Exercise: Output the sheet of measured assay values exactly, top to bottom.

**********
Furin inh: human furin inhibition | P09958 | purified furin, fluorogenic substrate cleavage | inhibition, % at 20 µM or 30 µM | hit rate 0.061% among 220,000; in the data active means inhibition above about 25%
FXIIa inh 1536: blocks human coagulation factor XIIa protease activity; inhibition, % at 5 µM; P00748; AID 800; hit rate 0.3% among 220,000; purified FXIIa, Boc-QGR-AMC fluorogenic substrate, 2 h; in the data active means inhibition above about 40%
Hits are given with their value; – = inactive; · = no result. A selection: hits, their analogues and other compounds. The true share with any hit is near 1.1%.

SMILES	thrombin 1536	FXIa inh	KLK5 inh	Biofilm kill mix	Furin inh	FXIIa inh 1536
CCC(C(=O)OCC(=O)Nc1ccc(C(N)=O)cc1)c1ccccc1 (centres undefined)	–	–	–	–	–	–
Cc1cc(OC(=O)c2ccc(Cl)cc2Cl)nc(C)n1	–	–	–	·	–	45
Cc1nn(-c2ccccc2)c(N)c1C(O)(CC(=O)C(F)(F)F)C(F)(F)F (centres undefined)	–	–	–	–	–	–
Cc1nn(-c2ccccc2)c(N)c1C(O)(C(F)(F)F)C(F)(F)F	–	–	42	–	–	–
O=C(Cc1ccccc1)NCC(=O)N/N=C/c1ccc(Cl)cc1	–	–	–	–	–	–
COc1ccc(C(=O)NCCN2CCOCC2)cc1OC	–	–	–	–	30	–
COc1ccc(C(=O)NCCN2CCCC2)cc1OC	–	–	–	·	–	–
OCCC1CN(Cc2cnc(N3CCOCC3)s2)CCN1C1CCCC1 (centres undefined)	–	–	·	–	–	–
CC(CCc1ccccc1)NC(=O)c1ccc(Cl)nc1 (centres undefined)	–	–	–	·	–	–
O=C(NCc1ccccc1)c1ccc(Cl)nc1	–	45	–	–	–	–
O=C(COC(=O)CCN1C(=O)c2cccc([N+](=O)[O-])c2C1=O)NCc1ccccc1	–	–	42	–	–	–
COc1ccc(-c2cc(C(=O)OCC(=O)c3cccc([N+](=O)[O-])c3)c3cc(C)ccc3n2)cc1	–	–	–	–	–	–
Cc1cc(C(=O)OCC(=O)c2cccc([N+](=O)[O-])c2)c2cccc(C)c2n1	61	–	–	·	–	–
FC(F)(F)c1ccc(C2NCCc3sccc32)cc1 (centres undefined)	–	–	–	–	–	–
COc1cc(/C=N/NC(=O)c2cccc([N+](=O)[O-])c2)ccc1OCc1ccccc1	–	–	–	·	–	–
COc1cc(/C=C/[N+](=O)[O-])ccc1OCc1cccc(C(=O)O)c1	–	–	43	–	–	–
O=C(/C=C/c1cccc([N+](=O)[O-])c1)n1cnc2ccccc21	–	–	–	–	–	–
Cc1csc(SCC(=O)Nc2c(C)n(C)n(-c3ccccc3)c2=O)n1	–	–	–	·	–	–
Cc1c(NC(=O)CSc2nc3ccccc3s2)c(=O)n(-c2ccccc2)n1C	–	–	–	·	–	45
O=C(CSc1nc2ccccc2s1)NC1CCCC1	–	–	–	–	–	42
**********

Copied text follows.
Furin inh: human furin inhibition | P09958 | purified furin, fluorogenic substrate cleavage | inhibition, % at 20 µM or 30 µM | hit rate 0.061% among 220,000; in the data active means inhibition above about 25%
FXIIa inh 1536: blocks human coagulation factor XIIa protease activity; inhibition, % at 5 µM; P00748; AID 800; hit rate 0.3% among 220,000; purified FXIIa, Boc-QGR-AMC fluorogenic substrate, 2 h; in the data active means inhibition above about 40%
Hits are given with their value; – = inactive; · = no result. A selection: hits, their analogues and other compounds. The true share with any hit is near 1.1%.

SMILES	thrombin 1536	FXIa inh	KLK5 inh	Biofilm kill mix	Furin inh	FXIIa inh 1536
CCC(C(=O)OCC(=O)Nc1ccc(C(N)=O)cc1)c1ccccc1 (centres undefined)	–	–	–	–	–	–
Cc1cc(OC(=O)c2ccc(Cl)cc2Cl)nc(C)n1	–	–	–	·	–	45
Cc1nn(-c2ccccc2)c(N)c1C(O)(CC(=O)C(F)(F)F)C(F)(F)F (centres undefined)	–	–	–	–	–	–
Cc1nn(-c2ccccc2)c(N)c1C(O)(C(F)(F)F)C(F)(F)F	–	–	42	–	–	–
O=C(Cc1ccccc1)NCC(=O)N/N=C/c1ccc(Cl)cc1	–	–	–	–	–	–
COc1ccc(C(=O)NCCN2CCOCC2)cc1OC	–	–	–	–	30	–
COc1ccc(C(=O)NCCN2CCCC2)cc1OC	–	–	–	·	–	–
OCCC1CN(Cc2cnc(N3CCOCC3)s2)CCN1C1CCCC1 (centres undefined)	–	–	·	–	–	–
CC(CCc1ccccc1)NC(=O)c1ccc(Cl)nc1 (centres undefined)	–	–	–	·	–	–
O=C(NCc1ccccc1)c1ccc(Cl)nc1	–	45	–	–	–	–
O=C(COC(=O)CCN1C(=O)c2cccc([N+](=O)[O-])c2C1=O)NCc1ccccc1	–	–	42	–	–	–
COc1ccc(-c2cc(C(=O)OCC(=O)c3cccc([N+](=O)[O-])c3)c3cc(C)ccc3n2)cc1	–	–	–	–	–	–
Cc1cc(C(=O)OCC(=O)c2cccc([N+](=O)[O-])c2)c2cccc(C)c2n1	61	–	–	·	–	–
FC(F)(F)c1ccc(C2NCCc3sccc32)cc1 (centres undefined)	–	–	–	–	–	–
COc1cc(/C=N/NC(=O)c2cccc([N+](=O)[O-])c2)ccc1OCc1ccccc1	–	–	–	·	–	–
COc1cc(/C=C/[N+](=O)[O-])ccc1OCc1cccc(C(=O)O)c1	–	–	43	–	–	–
O=C(/C=C/c1cccc([N+](=O)[O-])c1)n1cnc2ccccc21	–	–	–	–	–	–
Cc1csc(SCC(=O)Nc2c(C)n(C)n(-c3ccccc3)c2=O)n1	–	–	–	·	–	–
Cc1c(NC(=O)CSc2nc3ccccc3s2)c(=O)n(-c2ccccc2)n1C	–	–	–	·	–	45
O=C(CSc1nc2ccccc2s1)NC1CCCC1	–	–	–	–	–	42